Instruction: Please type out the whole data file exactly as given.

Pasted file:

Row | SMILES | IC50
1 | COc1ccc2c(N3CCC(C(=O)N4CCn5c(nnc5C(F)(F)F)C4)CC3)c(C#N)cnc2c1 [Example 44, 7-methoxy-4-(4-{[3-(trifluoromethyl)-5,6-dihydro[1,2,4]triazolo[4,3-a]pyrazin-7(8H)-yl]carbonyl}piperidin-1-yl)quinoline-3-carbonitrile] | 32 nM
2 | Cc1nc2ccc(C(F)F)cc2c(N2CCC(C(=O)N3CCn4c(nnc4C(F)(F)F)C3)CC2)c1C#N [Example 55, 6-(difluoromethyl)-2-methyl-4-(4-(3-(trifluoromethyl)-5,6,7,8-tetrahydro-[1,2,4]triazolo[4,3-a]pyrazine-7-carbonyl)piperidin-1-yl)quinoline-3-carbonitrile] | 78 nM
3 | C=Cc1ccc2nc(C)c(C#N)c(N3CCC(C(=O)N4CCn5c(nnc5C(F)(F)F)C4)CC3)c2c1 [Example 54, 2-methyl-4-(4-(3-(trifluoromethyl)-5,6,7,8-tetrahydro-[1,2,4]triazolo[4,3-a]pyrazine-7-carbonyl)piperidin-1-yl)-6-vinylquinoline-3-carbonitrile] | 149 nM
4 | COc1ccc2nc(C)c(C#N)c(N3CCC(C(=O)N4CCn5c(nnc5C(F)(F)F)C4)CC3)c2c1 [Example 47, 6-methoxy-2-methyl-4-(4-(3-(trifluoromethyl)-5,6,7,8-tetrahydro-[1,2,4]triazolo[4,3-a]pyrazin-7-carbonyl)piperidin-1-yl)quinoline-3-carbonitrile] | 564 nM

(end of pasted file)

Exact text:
Row | SMILES | IC50
1 | COc1ccc2c(N3CCC(C(=O)N4CCn5c(nnc5C(F)(F)F)C4)CC3)c(C#N)cnc2c1 [Example 44, 7-methoxy-4-(4-{[3-(trifluoromethyl)-5,6-dihydro[1,2,4]triazolo[4,3-a]pyrazin-7(8H)-yl]carbonyl}piperidin-1-yl)quinoline-3-carbonitrile] | 32 nM
2 | Cc1nc2ccc(C(F)F)cc2c(N2CCC(C(=O)N3CCn4c(nnc4C(F)(F)F)C3)CC2)c1C#N [Example 55, 6-(difluoromethyl)-2-methyl-4-(4-(3-(trifluoromethyl)-5,6,7,8-tetrahydro-[1,2,4]triazolo[4,3-a]pyrazine-7-carbonyl)piperidin-1-yl)quinoline-3-carbonitrile] | 78 nM
3 | C=Cc1ccc2nc(C)c(C#N)c(N3CCC(C(=O)N4CCn5c(nnc5C(F)(F)F)C4)CC3)c2c1 [Example 54, 2-methyl-4-(4-(3-(trifluoromethyl)-5,6,7,8-tetrahydro-[1,2,4]triazolo[4,3-a]pyrazine-7-carbonyl)piperidin-1-yl)-6-vinylquinoline-3-carbonitrile] | 149 nM
4 | COc1ccc2nc(C)c(C#N)c(N3CCC(C(=O)N4CCn5c(nnc5C(F)(F)F)C4)CC3)c2c1 [Example 47, 6-methoxy-2-methyl-4-(4-(3-(trifluoromethyl)-5,6,7,8-tetrahydro-[1,2,4]triazolo[4,3-a]pyrazin-7-carbonyl)piperidin-1-yl)quinoline-3-carbonitrile] | 564 nM